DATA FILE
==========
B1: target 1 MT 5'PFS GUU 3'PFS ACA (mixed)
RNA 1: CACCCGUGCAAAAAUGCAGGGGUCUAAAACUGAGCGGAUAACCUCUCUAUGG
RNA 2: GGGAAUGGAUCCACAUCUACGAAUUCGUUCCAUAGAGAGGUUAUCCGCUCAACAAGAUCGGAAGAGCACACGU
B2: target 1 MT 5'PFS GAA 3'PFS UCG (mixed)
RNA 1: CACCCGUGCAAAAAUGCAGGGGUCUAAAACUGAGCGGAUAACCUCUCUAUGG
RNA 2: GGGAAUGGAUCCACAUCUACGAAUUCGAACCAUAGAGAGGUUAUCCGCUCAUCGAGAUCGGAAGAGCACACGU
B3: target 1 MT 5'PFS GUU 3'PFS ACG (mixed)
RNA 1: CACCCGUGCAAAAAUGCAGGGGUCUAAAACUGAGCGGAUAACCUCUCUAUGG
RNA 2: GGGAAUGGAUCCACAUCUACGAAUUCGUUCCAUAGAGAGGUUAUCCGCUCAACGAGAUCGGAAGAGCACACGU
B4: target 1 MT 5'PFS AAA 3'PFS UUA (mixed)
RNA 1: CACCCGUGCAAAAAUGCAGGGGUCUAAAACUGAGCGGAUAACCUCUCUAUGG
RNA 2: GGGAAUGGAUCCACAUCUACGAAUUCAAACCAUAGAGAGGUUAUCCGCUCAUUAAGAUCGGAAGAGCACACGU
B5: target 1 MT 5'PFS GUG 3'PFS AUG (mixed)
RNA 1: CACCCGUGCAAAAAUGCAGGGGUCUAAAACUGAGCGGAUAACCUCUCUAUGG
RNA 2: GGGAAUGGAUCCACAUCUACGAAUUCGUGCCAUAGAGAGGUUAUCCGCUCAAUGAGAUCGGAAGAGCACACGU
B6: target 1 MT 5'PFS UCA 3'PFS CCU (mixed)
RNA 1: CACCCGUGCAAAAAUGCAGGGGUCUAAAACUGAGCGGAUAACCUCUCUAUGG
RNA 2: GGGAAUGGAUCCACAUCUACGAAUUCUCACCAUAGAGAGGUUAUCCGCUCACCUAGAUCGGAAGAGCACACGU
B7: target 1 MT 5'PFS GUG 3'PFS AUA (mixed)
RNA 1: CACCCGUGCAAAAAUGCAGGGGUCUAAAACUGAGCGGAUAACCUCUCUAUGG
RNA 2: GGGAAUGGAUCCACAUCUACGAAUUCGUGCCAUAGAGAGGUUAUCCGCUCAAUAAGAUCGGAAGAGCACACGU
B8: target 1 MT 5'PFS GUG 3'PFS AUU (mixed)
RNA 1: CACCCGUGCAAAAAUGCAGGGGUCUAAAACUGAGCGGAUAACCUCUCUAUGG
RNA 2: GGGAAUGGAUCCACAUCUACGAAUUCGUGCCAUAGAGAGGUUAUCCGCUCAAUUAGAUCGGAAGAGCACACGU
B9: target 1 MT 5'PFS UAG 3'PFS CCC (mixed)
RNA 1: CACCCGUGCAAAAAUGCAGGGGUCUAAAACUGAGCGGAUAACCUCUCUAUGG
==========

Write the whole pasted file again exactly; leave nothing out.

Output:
B1: target 1 MT 5'PFS GUU 3'PFS ACA (mixed)
RNA 1: CACCCGUGCAAAAAUGCAGGGGUCUAAAACUGAGCGGAUAACCUCUCUAUGG
RNA 2: GGGAAUGGAUCCACAUCUACGAAUUCGUUCCAUAGAGAGGUUAUCCGCUCAACAAGAUCGGAAGAGCACACGU
B2: target 1 MT 5'PFS GAA 3'PFS UCG (mixed)
RNA 1: CACCCGUGCAAAAAUGCAGGGGUCUAAAACUGAGCGGAUAACCUCUCUAUGG
RNA 2: GGGAAUGGAUCCACAUCUACGAAUUCGAACCAUAGAGAGGUUAUCCGCUCAUCGAGAUCGGAAGAGCACACGU
B3: target 1 MT 5'PFS GUU 3'PFS ACG (mixed)
RNA 1: CACCCGUGCAAAAAUGCAGGGGUCUAAAACUGAGCGGAUAACCUCUCUAUGG
RNA 2: GGGAAUGGAUCCACAUCUACGAAUUCGUUCCAUAGAGAGGUUAUCCGCUCAACGAGAUCGGAAGAGCACACGU
B4: target 1 MT 5'PFS AAA 3'PFS UUA (mixed)
RNA 1: CACCCGUGCAAAAAUGCAGGGGUCUAAAACUGAGCGGAUAACCUCUCUAUGG
RNA 2: GGGAAUGGAUCCACAUCUACGAAUUCAAACCAUAGAGAGGUUAUCCGCUCAUUAAGAUCGGAAGAGCACACGU
B5: target 1 MT 5'PFS GUG 3'PFS AUG (mixed)
RNA 1: CACCCGUGCAAAAAUGCAGGGGUCUAAAACUGAGCGGAUAACCUCUCUAUGG
RNA 2: GGGAAUGGAUCCACAUCUACGAAUUCGUGCCAUAGAGAGGUUAUCCGCUCAAUGAGAUCGGAAGAGCACACGU
B6: target 1 MT 5'PFS UCA 3'PFS CCU (mixed)
RNA 1: CACCCGUGCAAAAAUGCAGGGGUCUAAAACUGAGCGGAUAACCUCUCUAUGG
RNA 2: GGGAAUGGAUCCACAUCUACGAAUUCUCACCAUAGAGAGGUUAUCCGCUCACCUAGAUCGGAAGAGCACACGU
B7: target 1 MT 5'PFS GUG 3'PFS AUA (mixed)
RNA 1: CACCCGUGCAAAAAUGCAGGGGUCUAAAACUGAGCGGAUAACCUCUCUAUGG
RNA 2: GGGAAUGGAUCCACAUCUACGAAUUCGUGCCAUAGAGAGGUUAUCCGCUCAAUAAGAUCGGAAGAGCACACGU
B8: target 1 MT 5'PFS GUG 3'PFS AUU (mixed)
RNA 1: CACCCGUGCAAAAAUGCAGGGGUCUAAAACUGAGCGGAUAACCUCUCUAUGG
RNA 2: GGGAAUGGAUCCACAUCUACGAAUUCGUGCCAUAGAGAGGUUAUCCGCUCAAUUAGAUCGGAAGAGCACACGU
B9: target 1 MT 5'PFS UAG 3'PFS CCC (mixed)
RNA 1: CACCCGUGCAAAAAUGCAGGGGUCUAAAACUGAGCGGAUAACCUCUCUAUGG